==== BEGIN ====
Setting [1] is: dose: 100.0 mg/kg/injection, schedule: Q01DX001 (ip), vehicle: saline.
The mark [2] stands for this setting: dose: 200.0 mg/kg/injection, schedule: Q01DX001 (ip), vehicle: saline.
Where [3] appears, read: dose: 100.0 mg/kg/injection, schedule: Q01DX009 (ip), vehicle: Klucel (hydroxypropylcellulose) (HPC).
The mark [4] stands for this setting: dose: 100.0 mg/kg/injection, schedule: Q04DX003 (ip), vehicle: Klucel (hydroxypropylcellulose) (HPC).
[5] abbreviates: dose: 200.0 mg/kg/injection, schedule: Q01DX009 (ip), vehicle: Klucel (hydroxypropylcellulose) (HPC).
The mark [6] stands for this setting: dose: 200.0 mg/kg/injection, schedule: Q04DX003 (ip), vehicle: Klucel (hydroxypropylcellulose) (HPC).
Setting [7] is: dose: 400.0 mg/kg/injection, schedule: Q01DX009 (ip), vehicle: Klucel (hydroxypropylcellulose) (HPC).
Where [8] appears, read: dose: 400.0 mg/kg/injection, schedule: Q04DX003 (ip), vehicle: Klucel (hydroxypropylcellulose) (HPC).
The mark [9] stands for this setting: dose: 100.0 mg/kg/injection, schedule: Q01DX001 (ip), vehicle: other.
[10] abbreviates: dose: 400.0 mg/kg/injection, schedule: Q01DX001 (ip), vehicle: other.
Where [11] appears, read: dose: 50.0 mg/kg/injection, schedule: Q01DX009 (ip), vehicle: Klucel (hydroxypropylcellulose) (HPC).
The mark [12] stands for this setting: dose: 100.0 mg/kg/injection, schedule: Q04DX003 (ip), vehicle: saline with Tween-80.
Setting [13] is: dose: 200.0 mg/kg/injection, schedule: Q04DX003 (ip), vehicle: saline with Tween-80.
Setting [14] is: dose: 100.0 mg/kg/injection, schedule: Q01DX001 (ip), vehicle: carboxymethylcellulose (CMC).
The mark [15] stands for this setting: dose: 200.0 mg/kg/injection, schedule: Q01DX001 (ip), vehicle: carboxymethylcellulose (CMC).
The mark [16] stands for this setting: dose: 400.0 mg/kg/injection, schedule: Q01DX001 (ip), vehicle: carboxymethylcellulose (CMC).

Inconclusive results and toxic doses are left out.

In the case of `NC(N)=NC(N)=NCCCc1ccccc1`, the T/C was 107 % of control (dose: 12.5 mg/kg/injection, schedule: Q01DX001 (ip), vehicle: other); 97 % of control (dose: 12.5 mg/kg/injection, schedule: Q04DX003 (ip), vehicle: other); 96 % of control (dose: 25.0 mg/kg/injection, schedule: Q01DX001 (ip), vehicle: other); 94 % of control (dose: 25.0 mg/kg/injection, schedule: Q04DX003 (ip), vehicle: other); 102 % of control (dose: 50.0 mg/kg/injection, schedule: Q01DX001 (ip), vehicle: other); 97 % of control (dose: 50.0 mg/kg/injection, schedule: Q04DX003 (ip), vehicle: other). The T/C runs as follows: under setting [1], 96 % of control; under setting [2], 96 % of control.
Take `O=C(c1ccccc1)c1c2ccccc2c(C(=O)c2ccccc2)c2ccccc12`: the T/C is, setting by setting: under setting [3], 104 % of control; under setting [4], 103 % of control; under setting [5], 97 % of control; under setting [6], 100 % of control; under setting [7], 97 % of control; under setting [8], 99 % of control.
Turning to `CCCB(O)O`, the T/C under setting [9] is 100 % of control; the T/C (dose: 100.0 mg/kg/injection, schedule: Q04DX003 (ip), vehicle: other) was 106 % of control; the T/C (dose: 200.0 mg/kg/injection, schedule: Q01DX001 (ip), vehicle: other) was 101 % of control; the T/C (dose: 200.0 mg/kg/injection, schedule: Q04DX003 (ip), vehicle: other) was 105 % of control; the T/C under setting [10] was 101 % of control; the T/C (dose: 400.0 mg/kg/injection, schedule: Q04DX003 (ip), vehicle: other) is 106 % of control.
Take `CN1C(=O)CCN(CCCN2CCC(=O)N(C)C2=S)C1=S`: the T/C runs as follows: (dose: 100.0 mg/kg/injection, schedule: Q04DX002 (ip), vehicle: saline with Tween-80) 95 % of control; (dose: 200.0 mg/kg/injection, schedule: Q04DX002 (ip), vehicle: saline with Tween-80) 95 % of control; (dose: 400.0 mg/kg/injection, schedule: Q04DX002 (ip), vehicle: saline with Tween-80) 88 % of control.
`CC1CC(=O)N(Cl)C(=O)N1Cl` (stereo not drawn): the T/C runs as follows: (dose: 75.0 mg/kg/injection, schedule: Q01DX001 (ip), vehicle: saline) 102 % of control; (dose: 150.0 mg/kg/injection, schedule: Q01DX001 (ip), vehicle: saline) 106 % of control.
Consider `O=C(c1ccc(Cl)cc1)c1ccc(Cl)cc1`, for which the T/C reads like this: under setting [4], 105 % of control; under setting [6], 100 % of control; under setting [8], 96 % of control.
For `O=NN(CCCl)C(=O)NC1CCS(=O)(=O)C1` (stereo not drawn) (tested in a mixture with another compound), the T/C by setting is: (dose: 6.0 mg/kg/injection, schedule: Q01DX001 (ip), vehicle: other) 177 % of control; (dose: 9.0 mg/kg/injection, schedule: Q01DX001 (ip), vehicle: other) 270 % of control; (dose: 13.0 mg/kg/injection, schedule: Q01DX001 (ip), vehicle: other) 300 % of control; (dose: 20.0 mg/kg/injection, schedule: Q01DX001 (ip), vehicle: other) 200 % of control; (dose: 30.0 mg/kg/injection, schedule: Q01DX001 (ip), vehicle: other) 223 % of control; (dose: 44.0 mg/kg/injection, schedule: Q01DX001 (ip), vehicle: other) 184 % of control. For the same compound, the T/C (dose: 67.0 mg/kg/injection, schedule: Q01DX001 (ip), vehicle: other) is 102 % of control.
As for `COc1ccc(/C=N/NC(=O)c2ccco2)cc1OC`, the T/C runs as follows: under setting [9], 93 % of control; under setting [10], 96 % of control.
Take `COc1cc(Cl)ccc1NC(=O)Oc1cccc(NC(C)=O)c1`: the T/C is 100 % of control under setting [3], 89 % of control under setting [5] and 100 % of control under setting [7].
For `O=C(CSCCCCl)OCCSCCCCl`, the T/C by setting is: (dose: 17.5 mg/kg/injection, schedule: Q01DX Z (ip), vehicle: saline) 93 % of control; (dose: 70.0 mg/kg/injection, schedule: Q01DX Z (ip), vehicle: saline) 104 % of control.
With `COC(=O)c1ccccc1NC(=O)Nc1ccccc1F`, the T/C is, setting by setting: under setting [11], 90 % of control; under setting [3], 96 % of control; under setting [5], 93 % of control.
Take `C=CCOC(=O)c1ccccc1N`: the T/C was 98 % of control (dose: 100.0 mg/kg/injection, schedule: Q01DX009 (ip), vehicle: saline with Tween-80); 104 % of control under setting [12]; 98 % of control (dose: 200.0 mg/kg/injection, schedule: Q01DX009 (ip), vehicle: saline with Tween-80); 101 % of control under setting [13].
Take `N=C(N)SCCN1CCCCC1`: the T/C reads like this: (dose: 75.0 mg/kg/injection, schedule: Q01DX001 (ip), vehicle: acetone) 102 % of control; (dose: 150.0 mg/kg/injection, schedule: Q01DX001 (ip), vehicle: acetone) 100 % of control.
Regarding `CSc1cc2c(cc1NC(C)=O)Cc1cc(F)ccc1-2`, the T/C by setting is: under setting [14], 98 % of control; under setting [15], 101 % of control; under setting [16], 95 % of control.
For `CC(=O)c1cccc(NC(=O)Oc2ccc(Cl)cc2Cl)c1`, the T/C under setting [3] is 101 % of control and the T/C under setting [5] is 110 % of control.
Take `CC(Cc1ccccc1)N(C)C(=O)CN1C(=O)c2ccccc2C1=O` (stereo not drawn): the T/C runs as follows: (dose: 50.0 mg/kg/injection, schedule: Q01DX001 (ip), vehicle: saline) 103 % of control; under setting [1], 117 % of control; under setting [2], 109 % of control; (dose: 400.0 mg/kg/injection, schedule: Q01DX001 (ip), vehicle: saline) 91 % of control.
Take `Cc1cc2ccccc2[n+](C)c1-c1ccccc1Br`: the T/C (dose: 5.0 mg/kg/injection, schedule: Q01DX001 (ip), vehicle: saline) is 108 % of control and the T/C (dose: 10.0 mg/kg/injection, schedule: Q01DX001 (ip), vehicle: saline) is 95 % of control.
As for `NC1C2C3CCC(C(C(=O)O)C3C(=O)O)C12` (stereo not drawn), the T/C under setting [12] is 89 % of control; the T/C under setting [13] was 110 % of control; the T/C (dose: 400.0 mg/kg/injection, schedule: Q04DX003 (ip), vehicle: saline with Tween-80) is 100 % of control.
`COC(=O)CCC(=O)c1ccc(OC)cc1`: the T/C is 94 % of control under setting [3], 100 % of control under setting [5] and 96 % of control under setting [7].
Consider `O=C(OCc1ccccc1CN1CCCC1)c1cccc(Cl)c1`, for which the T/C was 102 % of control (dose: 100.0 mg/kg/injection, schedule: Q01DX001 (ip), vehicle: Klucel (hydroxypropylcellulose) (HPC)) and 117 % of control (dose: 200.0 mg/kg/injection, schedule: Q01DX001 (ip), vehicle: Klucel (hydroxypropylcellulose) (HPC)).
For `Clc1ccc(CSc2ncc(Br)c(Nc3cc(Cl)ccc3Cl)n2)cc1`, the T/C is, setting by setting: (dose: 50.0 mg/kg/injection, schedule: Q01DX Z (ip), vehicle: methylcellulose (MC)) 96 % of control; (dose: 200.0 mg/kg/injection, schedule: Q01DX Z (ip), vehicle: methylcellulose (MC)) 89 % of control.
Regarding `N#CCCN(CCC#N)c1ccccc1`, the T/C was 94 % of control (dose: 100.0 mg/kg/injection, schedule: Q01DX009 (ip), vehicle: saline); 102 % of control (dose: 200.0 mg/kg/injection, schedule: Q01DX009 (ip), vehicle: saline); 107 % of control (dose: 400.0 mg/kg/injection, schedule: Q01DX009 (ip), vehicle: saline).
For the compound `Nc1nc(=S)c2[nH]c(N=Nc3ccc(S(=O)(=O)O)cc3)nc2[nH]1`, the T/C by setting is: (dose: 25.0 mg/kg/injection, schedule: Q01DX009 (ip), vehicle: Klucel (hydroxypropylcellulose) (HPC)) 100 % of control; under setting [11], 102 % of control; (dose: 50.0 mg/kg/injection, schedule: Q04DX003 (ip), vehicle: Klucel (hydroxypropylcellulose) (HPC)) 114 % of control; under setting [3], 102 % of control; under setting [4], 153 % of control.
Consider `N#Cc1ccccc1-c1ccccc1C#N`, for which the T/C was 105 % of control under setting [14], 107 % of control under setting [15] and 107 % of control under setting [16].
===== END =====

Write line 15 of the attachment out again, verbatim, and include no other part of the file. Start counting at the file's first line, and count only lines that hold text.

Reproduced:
The mark [15] stands for this setting: dose: 200.0 mg/kg/injection, schedule: Q01DX001 (ip), vehicle: carboxymethylcellulose (CMC).